The Enchiridion by St. Augustine
Chapter 89.--But This Material May Be Differently Arranged in the Resurrection Body.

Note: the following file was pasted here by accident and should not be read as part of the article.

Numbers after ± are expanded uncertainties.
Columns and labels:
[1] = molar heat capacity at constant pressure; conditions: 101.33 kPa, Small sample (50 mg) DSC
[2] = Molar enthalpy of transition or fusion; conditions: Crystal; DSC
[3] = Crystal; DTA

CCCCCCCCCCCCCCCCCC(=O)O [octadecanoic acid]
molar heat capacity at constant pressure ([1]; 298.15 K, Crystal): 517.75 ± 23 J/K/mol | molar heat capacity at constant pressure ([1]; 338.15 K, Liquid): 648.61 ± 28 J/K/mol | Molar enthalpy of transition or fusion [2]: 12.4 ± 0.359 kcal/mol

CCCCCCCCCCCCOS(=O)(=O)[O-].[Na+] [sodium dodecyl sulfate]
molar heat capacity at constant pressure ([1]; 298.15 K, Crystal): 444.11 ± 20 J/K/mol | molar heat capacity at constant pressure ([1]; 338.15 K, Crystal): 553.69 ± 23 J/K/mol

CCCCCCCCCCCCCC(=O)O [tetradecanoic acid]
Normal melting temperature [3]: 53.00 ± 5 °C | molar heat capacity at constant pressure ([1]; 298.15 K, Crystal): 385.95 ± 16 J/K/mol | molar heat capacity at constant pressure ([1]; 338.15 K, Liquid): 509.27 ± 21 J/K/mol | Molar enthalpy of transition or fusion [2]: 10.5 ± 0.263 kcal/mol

And this earthly material, which when the soul leaves it becomes a corpse, shall not at the resurrection be so restored as that the parts into which it is separated, and which under various forms and appearances become parts of other things (though they shall all return to the same body from which they were separated), must necessarily return to the same parts of the body in which they were originally situated. For otherwise, to suppose that the hair recovers all that our frequent clippings and shavings have taken away from it, and the nails all that we have so often pared off, presents to the imagination such a picture of ugliness and deformity, as to make the resurrection of the body all but incredible. But just as if a statue of some soluble metal were either melted by fire, or broken into dust, or reduced to a shapeless mass, and a sculptor wished to restore it from the same quantity of metal, it would make no difference to the completeness of the work what part of the statue any given particle of the material was put into, as long as the restored statue contained all the material of the original one; so God, the Artificer of marvellous and unspeakable power, shall with marvellous and unspeakable rapidity restore our body, using up the whole material of which it originally consisted. Nor will it affect the completeness of its restoration whether hairs return to hairs, and nails to nails, or whether the part of these that had perished be changed into flesh, and called to take its place in another part of the body, the great Artist taking careful heed that nothing shall be unbecoming or out of place.